2. El Paso is among the largest and best-positioned producers of natural gas. Its key assets are: (a) software and know how that give the company an important advantage when exploring for gas in tight formations; (b) about 6.5 trillion cubic feet equivalents (85% gas and 15% liquids) of reserves; and (c) a large and highly prospective acreage position in southern Texas and in the Gulf of Mexico. This year, reserve additions should be large – and the company believes that its production will increase by 20% next year to about 730 billion cubic feet equivalents per day (increases after 2003 likely will be smaller). Furthermore, production costs are very low – and thus profits are high. Given a $3.50 price for natural gas, El Paso’s gas and liquids production should earn close to $950 million (EBIT) next year. In my opinion, after EnCana and Shell, El Paso is the best positioned of the large North American producers of natural gas.

3. The company has a smaller, but well postured, “mid-stream” business that gathers, processes, and stores natural gas. This business is projected to earn about $190 million (EBIT) in 2003.

4. El Paso owns several oil refineries and chemical plants. These facilities (which are a small part of the company) are relatively unattractive and likely will be sold within the next year or two. Collectively, they are budgeted to earn $60-70 million (EBIT) next year.

5. The company has a very profitable trading operation that is projected to earn $400-425 million (EBIT) next year on invested capital (all working capital) of $1,000 million or less. Earlier this year, El Paso pared down its trading subsidiary – reducing the number of employees by 50% to 300, reducing the capital employed, and eliminating riskier activities. Currently, El Paso’s trading operations are similar to those of Royal Dutch Shell and the other large integrated petroleum companies. The traders take advantage of physical assets and unusual dislocations in the markets. For example, during a cold-snap in the northeast, the traders might be able to earn a profit by selling gas at a high price in New York and by simultaneously purchasing gas at a low price in Texas and arranging for the transportation of the gas via the company’s pipeline system. Another example is that the traders might earn a profit by buying gas at a low price in summer, arranging to store the gas until demand increases during the winter, and simultaneously purchasing a contract to sell the gas during the winter at a relatively high price.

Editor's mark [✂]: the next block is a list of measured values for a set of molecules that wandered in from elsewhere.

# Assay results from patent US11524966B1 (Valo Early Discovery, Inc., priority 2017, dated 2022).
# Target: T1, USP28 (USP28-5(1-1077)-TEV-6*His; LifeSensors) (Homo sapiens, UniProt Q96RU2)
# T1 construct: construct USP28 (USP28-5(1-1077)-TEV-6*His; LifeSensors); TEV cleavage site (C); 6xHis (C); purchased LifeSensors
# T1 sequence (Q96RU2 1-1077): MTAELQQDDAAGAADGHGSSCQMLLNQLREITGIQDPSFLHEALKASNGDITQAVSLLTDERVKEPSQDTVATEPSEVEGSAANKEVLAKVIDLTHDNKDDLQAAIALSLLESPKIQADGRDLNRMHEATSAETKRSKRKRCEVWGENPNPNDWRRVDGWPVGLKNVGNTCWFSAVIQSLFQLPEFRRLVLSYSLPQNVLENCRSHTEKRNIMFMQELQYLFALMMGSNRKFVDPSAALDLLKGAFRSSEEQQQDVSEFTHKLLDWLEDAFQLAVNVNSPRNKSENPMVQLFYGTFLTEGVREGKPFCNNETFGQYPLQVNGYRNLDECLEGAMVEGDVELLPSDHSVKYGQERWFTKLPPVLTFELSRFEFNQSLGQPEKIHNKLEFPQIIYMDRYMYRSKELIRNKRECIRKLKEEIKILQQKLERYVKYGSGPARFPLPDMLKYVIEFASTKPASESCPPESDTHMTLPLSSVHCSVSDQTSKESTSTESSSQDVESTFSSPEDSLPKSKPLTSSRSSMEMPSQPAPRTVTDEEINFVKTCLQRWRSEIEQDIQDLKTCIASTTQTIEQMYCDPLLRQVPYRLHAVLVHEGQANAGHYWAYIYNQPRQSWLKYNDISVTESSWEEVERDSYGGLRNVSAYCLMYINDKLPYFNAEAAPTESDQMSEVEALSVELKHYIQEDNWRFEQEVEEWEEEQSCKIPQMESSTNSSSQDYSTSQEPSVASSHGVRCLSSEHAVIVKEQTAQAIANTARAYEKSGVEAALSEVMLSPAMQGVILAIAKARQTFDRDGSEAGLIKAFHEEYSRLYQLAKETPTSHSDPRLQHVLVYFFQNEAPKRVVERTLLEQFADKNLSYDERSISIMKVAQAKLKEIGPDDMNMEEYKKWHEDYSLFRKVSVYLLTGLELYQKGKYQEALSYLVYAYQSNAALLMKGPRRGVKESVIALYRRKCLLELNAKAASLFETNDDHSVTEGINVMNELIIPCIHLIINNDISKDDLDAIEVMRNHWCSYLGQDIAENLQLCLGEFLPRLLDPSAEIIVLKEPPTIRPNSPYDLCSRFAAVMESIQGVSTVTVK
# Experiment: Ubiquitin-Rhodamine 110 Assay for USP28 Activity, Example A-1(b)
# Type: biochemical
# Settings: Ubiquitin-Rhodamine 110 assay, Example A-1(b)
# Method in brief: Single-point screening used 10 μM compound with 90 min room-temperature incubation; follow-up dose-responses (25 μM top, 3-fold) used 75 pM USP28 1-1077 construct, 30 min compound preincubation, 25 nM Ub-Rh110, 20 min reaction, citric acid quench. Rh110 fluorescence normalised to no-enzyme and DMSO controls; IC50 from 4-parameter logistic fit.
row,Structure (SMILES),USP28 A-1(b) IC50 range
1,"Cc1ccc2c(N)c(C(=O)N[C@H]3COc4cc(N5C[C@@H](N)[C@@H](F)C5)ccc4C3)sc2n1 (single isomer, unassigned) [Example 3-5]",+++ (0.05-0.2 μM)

6. El Paso owns electrical power plants, both in the United States and abroad. In addition, the company has been successful in earning a spread by “restructuring” high price power contracts. El Paso purchases older and high cost power plants that have long-term contract to sell electricity at very high prices, arranges long-term contracts to purchase power from a third parties at lower prices, closes the high cost plants, and offers the purchasers of the power discounts for changing the sources of the power. El Paso then collateralizes its spread in order to receive the discounted value of the profit up front. Partially because the cash is received in the year that a contract is signed, El Paso recognizes the profits in the year the contract is signed. In 2003, El Paso expects to earn $450-475 million (EBIT) from its power business, of which $150 million (or $.15 per share after taxes) is expected to be “non-recurring” profits from restructuring power contracts.